BIG Thank you to Tigard-Tualatin Times for yesterday’s very nice article on hautemealz.com, MY KITCHEN, and the upcoming Philippines trip!
Tualatin chefs raising funds to help children in Philippines
Hautemealz is doing its part to eliminate hunger — one kitchen at a time
As far as Perry Perkins can tell, he’s good at one thing — he can put together a delicious meal. With skills developed from years providing what he calls “free labor” in his grandfather’s and father’s restaurants, the now seasoned chef always knew he’d end up in the food industry one way or another.
While his years working in the family business gave him the culinary skills necessary to pursue a food career, they also showed him that working in a restaurant simply wasn’t his forte. For the Tualatin-based co-owner and executive chef of Hautemealz.com, there is no satisfaction in the high-volume, fast-turnout, faceless customer businesses that he experienced in his family’s restaurants. He wanted something more personal, and he wanted to repay all the help that was given to him growing up.
“I had a lot of people help me over the course of my life. I was just some kid that they didn’t have any responsibility to help, and they did,” Perkins said. “I feel like I need to give that back, and the best way I can do that is with the one thing I’m actually pretty good at, which is cooking.”
One take at this is through the Hautemealz program SimplySmartDinnerPlans, which Perkins started last year with two other chefs, Chris Renner and Terry Ramsey. The idea is to ease the stress and simplify the process of planning healthy meals for users and their families. The Hautemealz chefs put together recipes and grocery lists that families can then choose from and shop for. Perkins thinks the hard part about cooking is simply knowing where to start, and SimplySmartDinnerPlans eliminates that problem.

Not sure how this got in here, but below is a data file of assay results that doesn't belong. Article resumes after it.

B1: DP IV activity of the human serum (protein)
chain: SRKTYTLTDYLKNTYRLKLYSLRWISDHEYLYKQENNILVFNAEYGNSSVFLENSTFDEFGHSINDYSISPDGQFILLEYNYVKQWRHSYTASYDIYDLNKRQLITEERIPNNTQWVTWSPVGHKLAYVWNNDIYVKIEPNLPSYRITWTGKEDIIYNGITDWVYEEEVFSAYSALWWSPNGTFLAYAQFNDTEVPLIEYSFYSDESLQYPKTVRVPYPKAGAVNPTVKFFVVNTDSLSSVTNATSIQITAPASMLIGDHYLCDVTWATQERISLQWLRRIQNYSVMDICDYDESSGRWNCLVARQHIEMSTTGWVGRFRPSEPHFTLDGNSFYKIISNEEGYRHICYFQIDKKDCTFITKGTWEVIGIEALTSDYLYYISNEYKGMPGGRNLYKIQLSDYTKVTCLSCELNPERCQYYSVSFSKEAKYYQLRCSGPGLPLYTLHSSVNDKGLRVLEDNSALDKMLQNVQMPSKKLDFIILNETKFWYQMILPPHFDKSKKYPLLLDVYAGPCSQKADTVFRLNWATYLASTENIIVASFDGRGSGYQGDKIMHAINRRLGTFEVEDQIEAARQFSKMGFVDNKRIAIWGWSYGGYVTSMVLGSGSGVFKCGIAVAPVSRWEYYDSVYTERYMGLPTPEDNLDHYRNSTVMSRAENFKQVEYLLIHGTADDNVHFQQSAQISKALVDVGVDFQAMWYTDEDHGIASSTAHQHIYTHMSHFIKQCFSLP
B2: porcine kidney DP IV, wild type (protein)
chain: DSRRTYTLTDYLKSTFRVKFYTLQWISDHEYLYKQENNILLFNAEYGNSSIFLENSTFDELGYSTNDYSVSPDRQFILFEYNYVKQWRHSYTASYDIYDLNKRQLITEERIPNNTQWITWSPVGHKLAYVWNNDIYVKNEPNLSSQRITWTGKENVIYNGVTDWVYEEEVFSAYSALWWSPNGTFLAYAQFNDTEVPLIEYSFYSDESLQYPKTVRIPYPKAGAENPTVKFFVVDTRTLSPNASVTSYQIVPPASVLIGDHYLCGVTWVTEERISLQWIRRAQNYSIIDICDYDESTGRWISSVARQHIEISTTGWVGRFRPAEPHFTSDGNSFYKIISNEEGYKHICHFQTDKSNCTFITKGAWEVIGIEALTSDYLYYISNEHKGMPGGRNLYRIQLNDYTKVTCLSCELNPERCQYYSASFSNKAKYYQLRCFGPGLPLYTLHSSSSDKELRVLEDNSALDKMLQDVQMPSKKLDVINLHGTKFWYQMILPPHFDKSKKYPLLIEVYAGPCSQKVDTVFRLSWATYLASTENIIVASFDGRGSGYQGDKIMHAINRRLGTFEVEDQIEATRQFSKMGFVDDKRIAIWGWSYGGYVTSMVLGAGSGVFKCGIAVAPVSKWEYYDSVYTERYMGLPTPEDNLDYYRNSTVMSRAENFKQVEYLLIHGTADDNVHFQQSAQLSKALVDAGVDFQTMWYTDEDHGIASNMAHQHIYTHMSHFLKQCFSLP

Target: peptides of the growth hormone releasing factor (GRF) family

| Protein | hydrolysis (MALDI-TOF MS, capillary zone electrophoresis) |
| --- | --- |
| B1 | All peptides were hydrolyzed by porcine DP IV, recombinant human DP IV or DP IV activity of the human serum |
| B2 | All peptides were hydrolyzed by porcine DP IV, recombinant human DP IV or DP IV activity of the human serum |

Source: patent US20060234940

In January, this idea was spread into the charity realm through My Kitchen. By partnering with Impact Northwest, the same pillars used for Hautemealz were tweaked for the program, which teaches Oregon foster children, ages 16-18, how to cook for themselves. It’s set up to help those who are living on their own for the first time, and thus aren’t likely to have learned the skills necessary to consistently prepare meals.
“It’s mainly about home cooking. Taking care of yourself, taking care of your family, that kind of idea,” said Perkins. “They enjoy realizing that they can do stuff for themselves. They get a lot of stuff handed to them. Not only do we not do that for them, we make it clear that we expect them to create something of their own.”
Perkins’ philosophy very much follows the idea that you can feed people for years, but eventually they’re going to have to fend for themselves. His goal is to give people the tools they need to create healthy, delicious meals without stressing over how to make it happen.
Taking the idea of My Kitchen even a step further, next January, Perkins and fellow chef Renner are traveling to Tacloban City in The Philippines to teach volunteers at the Hillside Feeding Center these same basic tenants of kitchen organization and preparedness. They’re adapting their week-long menus to match more traditional Filipino foods, and will also be holding classes to teach these skills to the 80-100 impoverished children that the kitchen serves.
“I don’t go hungry, and I don’t like seeing people go hungry. I can’t say anything about it if I’m not doing something about it,” said Perkins. “I just enjoy feeding people. I think there’s a communal aspect about it that goes back to the dawn of time.”
For the trip, Perkins is trying to raise $15,000. Two-thirds of that will be used for travel expenses and to buy the food for the classes and dinners . The remaining $5,000 he plans to give to the kitchen to finish construction and to help them continue carrying out the lessons they learned.